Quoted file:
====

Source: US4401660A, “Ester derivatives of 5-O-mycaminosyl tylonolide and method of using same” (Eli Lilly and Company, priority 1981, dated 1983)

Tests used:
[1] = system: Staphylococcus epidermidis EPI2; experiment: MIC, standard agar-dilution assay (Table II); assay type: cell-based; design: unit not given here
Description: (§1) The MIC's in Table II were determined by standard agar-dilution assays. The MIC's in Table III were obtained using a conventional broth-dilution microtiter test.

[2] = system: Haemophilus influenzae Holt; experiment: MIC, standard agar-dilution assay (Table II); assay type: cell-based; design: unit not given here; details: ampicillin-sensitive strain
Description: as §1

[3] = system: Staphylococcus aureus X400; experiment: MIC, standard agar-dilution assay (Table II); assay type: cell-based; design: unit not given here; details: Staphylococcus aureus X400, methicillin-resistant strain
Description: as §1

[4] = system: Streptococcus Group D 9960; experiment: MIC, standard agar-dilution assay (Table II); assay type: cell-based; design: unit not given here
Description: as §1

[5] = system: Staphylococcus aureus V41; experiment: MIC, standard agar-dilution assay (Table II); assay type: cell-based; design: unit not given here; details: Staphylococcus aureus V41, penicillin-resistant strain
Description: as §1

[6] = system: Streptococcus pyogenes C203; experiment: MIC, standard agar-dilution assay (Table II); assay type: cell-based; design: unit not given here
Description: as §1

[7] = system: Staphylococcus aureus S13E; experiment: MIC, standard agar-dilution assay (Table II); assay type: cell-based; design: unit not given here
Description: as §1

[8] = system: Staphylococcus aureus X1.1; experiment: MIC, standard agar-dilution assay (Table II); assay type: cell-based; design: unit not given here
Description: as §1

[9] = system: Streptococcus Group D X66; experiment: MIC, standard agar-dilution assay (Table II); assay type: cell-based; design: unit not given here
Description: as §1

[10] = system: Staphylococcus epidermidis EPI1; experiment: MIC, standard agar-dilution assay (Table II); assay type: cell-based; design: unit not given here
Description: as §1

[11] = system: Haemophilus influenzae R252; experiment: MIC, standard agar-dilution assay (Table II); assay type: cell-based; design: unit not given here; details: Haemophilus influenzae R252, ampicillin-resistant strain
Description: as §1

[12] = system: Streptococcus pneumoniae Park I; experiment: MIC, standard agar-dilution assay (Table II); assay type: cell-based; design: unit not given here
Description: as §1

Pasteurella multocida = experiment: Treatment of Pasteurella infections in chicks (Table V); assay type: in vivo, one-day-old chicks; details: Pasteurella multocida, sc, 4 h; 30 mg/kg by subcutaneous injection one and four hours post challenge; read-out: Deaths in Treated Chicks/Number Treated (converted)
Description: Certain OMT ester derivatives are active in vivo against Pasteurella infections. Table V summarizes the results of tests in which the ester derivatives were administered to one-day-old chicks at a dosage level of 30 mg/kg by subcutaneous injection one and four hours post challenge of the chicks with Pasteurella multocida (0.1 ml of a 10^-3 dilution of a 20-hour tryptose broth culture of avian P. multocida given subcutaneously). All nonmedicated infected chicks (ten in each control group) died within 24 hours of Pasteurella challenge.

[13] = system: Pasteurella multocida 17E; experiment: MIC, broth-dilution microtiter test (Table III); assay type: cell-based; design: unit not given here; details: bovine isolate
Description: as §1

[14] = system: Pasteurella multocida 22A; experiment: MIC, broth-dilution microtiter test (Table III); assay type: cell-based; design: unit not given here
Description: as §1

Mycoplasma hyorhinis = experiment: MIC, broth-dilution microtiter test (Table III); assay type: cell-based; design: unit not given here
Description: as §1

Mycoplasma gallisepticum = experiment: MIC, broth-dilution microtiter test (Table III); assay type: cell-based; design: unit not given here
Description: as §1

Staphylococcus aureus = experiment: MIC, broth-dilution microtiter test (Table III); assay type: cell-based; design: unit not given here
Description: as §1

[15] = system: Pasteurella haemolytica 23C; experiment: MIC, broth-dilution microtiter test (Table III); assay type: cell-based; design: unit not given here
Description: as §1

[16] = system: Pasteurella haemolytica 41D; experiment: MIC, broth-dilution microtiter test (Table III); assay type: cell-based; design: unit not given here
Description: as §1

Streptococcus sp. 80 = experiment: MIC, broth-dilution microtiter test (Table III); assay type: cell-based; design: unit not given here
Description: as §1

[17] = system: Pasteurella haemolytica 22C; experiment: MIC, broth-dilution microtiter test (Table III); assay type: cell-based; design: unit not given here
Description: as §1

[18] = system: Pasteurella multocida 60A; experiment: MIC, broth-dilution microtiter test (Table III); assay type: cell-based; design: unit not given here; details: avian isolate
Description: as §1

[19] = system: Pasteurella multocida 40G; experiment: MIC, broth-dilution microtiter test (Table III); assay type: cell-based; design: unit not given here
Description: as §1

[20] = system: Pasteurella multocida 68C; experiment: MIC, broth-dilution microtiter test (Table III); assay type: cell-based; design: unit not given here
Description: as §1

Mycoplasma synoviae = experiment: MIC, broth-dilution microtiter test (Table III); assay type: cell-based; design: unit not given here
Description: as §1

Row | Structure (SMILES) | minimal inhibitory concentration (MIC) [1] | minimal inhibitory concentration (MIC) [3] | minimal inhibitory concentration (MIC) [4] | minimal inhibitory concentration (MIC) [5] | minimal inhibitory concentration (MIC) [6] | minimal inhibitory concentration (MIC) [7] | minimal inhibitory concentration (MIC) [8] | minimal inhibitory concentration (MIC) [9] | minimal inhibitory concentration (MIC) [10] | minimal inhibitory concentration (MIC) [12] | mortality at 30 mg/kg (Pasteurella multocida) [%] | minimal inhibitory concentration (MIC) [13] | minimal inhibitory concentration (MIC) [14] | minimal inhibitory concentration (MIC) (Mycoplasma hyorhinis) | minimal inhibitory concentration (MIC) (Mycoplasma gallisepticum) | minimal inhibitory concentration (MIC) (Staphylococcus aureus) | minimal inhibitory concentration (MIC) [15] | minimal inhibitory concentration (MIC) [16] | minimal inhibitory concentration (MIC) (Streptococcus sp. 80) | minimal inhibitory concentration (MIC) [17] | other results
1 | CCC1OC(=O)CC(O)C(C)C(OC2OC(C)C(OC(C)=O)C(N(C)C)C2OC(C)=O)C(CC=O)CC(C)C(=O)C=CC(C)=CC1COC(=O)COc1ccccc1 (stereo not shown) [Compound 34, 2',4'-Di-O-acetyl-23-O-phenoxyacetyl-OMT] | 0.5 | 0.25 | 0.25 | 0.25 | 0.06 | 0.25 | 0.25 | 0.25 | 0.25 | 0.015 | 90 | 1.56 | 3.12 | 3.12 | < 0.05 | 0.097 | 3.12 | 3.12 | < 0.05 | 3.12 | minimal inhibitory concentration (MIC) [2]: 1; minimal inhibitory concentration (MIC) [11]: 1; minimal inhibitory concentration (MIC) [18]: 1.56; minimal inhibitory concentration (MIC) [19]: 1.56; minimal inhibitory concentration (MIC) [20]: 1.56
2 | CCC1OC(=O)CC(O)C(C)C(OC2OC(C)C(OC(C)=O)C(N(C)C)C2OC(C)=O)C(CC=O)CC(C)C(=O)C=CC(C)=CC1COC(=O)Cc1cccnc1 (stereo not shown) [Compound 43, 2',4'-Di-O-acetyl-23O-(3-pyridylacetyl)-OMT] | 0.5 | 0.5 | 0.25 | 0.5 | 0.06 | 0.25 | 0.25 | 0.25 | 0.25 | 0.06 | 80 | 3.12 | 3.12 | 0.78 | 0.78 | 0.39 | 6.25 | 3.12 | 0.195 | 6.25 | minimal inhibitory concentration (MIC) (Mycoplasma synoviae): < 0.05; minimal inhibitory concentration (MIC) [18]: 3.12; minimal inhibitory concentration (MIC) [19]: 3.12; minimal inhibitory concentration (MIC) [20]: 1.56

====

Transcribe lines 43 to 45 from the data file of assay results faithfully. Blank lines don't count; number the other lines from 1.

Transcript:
Streptococcus sp. 80 = experiment: MIC, broth-dilution microtiter test (Table III); assay type: cell-based; design: unit not given here
Description: as §1

[17] = system: Pasteurella haemolytica 22C; experiment: MIC, broth-dilution microtiter test (Table III); assay type: cell-based; design: unit not given here